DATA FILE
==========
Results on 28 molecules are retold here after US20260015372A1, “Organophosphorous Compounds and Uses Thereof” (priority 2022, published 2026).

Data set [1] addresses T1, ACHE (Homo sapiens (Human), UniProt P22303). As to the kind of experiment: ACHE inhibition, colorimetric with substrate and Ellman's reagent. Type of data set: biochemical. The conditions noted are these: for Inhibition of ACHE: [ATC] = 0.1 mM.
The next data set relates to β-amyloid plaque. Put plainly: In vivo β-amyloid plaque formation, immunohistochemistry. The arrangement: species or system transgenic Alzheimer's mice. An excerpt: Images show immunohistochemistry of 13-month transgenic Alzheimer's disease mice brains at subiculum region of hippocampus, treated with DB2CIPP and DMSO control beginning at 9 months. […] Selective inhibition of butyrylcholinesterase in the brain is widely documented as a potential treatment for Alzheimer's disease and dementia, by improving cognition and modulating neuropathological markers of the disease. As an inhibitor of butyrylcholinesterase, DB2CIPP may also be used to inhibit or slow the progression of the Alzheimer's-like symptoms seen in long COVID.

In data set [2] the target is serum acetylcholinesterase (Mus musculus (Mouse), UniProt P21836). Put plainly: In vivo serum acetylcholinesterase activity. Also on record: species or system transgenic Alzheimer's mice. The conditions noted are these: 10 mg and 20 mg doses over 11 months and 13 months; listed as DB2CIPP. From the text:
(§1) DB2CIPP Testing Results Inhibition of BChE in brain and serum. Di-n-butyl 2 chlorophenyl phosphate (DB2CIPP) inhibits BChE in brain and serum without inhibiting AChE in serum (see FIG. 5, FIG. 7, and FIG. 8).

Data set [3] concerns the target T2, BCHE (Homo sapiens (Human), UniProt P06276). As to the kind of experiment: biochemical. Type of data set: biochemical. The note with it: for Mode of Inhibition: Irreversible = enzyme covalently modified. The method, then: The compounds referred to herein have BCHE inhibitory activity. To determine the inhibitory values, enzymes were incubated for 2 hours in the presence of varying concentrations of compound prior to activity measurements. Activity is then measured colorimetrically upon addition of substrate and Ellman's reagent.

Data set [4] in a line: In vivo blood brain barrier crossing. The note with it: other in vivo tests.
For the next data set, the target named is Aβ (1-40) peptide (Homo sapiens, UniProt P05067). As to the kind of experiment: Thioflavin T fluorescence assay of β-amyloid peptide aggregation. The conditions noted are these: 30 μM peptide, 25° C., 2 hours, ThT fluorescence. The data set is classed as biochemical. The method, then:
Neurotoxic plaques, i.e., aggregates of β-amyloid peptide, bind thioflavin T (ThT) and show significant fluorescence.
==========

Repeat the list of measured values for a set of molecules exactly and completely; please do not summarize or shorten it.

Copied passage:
Results on 28 molecules are retold here after US20260015372A1, “Organophosphorous Compounds and Uses Thereof” (priority 2022, published 2026).

Data set [1] addresses T1, ACHE (Homo sapiens (Human), UniProt P22303). As to the kind of experiment: ACHE inhibition, colorimetric with substrate and Ellman's reagent. Type of data set: biochemical. The conditions noted are these: for Inhibition of ACHE: [ATC] = 0.1 mM.
The next data set relates to β-amyloid plaque. Put plainly: In vivo β-amyloid plaque formation, immunohistochemistry. The arrangement: species or system transgenic Alzheimer's mice. An excerpt: Images show immunohistochemistry of 13-month transgenic Alzheimer's disease mice brains at subiculum region of hippocampus, treated with DB2CIPP and DMSO control beginning at 9 months. […] Selective inhibition of butyrylcholinesterase in the brain is widely documented as a potential treatment for Alzheimer's disease and dementia, by improving cognition and modulating neuropathological markers of the disease. As an inhibitor of butyrylcholinesterase, DB2CIPP may also be used to inhibit or slow the progression of the Alzheimer's-like symptoms seen in long COVID.

In data set [2] the target is serum acetylcholinesterase (Mus musculus (Mouse), UniProt P21836). Put plainly: In vivo serum acetylcholinesterase activity. Also on record: species or system transgenic Alzheimer's mice. The conditions noted are these: 10 mg and 20 mg doses over 11 months and 13 months; listed as DB2CIPP. From the text:
(§1) DB2CIPP Testing Results Inhibition of BChE in brain and serum. Di-n-butyl 2 chlorophenyl phosphate (DB2CIPP) inhibits BChE in brain and serum without inhibiting AChE in serum (see FIG. 5, FIG. 7, and FIG. 8).

Data set [3] concerns the target T2, BCHE (Homo sapiens (Human), UniProt P06276). As to the kind of experiment: biochemical. Type of data set: biochemical. The note with it: for Mode of Inhibition: Irreversible = enzyme covalently modified. The method, then: The compounds referred to herein have BCHE inhibitory activity. To determine the inhibitory values, enzymes were incubated for 2 hours in the presence of varying concentrations of compound prior to activity measurements. Activity is then measured colorimetrically upon addition of substrate and Ellman's reagent.

Data set [4] in a line: In vivo blood brain barrier crossing. The note with it: other in vivo tests.
For the next data set, the target named is Aβ (1-40) peptide (Homo sapiens, UniProt P05067). As to the kind of experiment: Thioflavin T fluorescence assay of β-amyloid peptide aggregation. The conditions noted are these: 30 μM peptide, 25° C., 2 hours, ThT fluorescence. The data set is classed as biochemical. The method, then:
Neurotoxic plaques, i.e., aggregates of β-amyloid peptide, bind thioflavin T (ThT) and show significant fluorescence.